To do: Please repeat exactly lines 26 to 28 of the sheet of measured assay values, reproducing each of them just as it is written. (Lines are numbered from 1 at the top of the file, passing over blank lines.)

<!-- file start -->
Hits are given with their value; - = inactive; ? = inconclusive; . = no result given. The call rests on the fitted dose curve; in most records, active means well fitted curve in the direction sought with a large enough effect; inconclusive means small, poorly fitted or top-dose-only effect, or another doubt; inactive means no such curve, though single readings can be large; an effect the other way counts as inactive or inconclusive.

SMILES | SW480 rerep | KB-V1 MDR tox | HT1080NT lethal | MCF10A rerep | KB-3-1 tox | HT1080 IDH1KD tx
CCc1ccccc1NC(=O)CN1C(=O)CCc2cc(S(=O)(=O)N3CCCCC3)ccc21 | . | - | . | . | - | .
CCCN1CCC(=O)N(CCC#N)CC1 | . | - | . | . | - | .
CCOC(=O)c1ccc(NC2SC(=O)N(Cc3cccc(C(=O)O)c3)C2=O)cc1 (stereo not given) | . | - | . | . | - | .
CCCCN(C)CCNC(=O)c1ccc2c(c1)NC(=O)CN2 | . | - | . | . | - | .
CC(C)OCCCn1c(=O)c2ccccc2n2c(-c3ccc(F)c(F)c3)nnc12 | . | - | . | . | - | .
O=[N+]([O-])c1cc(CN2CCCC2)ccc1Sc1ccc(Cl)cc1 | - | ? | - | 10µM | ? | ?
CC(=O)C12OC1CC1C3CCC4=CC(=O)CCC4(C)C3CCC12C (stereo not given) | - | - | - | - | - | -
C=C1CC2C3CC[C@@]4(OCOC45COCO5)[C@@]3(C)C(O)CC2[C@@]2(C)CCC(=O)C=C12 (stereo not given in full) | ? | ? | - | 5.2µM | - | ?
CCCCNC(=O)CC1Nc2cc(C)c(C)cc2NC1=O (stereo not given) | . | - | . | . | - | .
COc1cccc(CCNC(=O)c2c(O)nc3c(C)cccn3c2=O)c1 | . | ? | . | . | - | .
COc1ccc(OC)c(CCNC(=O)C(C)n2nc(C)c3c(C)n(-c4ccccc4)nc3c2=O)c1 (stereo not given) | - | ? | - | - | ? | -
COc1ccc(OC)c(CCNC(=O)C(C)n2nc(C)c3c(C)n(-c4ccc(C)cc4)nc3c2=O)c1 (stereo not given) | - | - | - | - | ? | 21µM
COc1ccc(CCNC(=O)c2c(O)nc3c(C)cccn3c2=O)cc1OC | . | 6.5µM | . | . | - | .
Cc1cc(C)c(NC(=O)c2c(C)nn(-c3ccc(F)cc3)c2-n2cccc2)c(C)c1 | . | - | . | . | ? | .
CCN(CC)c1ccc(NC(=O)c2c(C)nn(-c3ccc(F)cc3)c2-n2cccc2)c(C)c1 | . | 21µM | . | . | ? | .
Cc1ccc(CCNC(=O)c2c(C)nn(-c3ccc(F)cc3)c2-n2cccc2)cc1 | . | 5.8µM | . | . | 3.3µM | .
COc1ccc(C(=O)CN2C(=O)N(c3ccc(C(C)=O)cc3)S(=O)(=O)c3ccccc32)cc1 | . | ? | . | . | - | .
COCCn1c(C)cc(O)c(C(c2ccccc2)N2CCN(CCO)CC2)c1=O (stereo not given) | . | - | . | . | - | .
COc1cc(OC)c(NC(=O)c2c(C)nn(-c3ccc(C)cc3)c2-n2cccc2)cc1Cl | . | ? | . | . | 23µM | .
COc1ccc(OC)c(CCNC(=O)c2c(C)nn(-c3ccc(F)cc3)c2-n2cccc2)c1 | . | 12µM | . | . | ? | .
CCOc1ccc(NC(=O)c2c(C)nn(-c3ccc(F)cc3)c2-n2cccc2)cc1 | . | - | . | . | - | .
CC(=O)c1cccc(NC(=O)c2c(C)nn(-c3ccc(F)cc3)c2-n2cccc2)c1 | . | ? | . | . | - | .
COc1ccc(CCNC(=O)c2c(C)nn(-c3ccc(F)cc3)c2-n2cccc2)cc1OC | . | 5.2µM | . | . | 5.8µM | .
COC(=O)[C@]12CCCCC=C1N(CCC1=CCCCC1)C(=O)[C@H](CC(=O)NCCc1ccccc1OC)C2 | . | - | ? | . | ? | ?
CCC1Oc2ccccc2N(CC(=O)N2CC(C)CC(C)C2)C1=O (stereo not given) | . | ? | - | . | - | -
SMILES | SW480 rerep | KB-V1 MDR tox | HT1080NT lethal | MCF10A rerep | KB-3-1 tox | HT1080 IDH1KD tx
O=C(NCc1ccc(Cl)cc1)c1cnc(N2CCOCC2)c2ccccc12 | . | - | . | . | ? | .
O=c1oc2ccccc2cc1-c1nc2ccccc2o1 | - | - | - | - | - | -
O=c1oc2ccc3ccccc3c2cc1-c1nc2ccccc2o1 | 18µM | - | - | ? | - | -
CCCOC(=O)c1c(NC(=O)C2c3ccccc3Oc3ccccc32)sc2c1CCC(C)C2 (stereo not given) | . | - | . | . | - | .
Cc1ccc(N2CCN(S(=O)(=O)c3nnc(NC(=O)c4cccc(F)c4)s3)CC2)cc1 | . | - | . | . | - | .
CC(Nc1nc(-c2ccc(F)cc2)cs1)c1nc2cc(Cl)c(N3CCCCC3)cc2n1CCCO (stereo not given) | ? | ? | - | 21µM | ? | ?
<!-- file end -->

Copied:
COC(=O)[C@]12CCCCC=C1N(CCC1=CCCCC1)C(=O)[C@H](CC(=O)NCCc1ccccc1OC)C2 | . | - | ? | . | ? | ?
CCC1Oc2ccccc2N(CC(=O)N2CC(C)CC(C)C2)C1=O (stereo not given) | . | ? | - | . | - | -
SMILES | SW480 rerep | KB-V1 MDR tox | HT1080NT lethal | MCF10A rerep | KB-3-1 tox | HT1080 IDH1KD tx